global $revision;
        return get_metadata( 'post', $revision->ID, $field, true );

add_filter( '_wp_post_revision_field_my_meta', 'my_plugin_revision_field', 10, 2 );

Putting it all together

Download the example code as a plugin here.

You’ll need to manually add/edit the ‘foo’ field using the Custom Fields panel on the post editing screen, then you can play around with viewing and reverting revisions.

Some considerations

The code used to display the meta field on the revisions screen will generate a PHP notice because WordPress looks for the my_meta element of the post object before calling the field callback function. There’s a ticket on Trac somewhere about improvements to the revisions screen but I can’t find it currently.

When you compare two post revisions using the compare functionality on the revisions screen the meta fields won’t be taken into account. Again, the revisions screen in WordPress needs some improvements in this area.

10 thoughts on “Saving Post Meta Field Revisions in WordPress

  1. Great tip. It seems to work, except one little thing: If i hit the “Compare Revisions” button, I always get “These revisions are identical.”, but using “get_post_meta” on the revision ID, I can see the “old” meta values. Restoring works also, only the compare function doesn’t work properly.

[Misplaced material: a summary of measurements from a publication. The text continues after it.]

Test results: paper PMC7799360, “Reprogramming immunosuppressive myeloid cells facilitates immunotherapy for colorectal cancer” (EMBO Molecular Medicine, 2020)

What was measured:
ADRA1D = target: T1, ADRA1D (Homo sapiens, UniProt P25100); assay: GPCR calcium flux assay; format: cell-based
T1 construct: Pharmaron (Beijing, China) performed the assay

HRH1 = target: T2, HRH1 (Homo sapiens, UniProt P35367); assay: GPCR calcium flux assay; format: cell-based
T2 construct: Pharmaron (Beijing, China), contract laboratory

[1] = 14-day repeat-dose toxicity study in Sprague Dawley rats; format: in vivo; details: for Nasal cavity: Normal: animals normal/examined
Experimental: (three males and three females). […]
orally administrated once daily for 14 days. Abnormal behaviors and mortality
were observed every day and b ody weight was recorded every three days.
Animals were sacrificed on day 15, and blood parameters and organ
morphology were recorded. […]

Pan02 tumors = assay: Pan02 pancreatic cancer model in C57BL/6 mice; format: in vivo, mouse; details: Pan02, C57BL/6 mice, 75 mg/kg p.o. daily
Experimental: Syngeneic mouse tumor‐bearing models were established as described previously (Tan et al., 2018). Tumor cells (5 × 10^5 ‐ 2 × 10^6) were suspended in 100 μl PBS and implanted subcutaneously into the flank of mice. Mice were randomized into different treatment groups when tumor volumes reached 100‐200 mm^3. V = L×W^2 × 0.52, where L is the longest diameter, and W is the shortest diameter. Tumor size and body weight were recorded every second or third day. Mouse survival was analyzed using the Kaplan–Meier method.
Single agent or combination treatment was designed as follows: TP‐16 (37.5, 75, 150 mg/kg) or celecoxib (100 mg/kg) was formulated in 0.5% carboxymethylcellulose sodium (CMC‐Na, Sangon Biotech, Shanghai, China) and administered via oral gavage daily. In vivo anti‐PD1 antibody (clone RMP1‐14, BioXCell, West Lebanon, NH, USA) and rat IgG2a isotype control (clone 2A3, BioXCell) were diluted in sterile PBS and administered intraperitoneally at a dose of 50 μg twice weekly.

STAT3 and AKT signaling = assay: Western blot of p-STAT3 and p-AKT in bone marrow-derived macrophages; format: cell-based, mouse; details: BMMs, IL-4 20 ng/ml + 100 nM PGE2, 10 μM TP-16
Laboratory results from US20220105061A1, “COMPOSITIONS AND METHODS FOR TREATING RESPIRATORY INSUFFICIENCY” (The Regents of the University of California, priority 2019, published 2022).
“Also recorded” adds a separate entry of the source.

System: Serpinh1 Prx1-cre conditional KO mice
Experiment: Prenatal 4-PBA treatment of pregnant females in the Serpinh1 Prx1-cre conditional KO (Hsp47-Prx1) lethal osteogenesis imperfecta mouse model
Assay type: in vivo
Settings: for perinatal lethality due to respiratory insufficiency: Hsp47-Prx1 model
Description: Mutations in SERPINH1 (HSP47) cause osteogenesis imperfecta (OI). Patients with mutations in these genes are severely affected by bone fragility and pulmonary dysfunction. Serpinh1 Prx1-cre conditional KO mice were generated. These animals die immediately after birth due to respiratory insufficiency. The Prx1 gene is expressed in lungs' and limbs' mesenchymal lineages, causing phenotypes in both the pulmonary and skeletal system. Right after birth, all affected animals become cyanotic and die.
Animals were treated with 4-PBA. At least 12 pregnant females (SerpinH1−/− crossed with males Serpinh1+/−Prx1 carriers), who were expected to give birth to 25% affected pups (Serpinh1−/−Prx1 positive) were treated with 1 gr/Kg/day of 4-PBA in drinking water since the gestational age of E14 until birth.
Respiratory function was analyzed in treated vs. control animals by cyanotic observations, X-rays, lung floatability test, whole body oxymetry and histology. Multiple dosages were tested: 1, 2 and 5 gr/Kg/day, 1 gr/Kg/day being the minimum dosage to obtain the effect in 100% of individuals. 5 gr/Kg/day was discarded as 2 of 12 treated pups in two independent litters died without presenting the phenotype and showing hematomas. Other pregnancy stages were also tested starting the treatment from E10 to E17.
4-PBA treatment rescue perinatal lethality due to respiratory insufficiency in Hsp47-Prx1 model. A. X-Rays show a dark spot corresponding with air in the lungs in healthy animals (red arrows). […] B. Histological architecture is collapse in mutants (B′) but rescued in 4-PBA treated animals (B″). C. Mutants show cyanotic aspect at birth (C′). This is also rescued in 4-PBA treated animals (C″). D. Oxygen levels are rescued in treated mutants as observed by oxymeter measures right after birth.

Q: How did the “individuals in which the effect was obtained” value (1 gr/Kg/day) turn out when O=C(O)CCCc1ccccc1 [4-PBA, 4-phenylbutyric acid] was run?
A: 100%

2. You’re right Roman, the revision comparison functionality doesn’t take post meta fields into account, and if the other post fields are the same then it’ll give you the “These revisions are identical” message.

    I’m sure there’s a ticket on WordPress’ Trac regarding improvements to the revisions screen, but for the life of me I can’t find it. I’m sure it covered this situation too.

  3. Found this page and it’s very helpful, however something I’m not seeing explained is the function in the plugin file, pmr_fields. Can you elaborate on what this function does and why it is there?

    Thanks again, this is very helpful information.

  4. Hi Josh,

    In the plugin the function pmr_fields() is the function which outputs the fields on the Revisions screen. It’s the bit explained in the “Displaying the meta field on the revisions screen” section in the post above.

    Hope this helps. John.

  5. Thanks for the response.

    So in the case of multiple types of custom fields, e.g. a custom post type with some of its own custom meta fields and other custom meta fields for pages, would that function be able to selectively output fields based on the type of post?

    i.e. is anything passed to that function that would help determine which fields to return?

  6. If you want to introduce logic to determine which fields to show based on post type then you’ll have to use something like the get_current_screen() object. There may be other parameters passed to that filter, but I don’t know off the top of my head.

  7. Thanks. I got it working easily enough by bringing in the global $post object to that function.

    I owe you a beer (or six).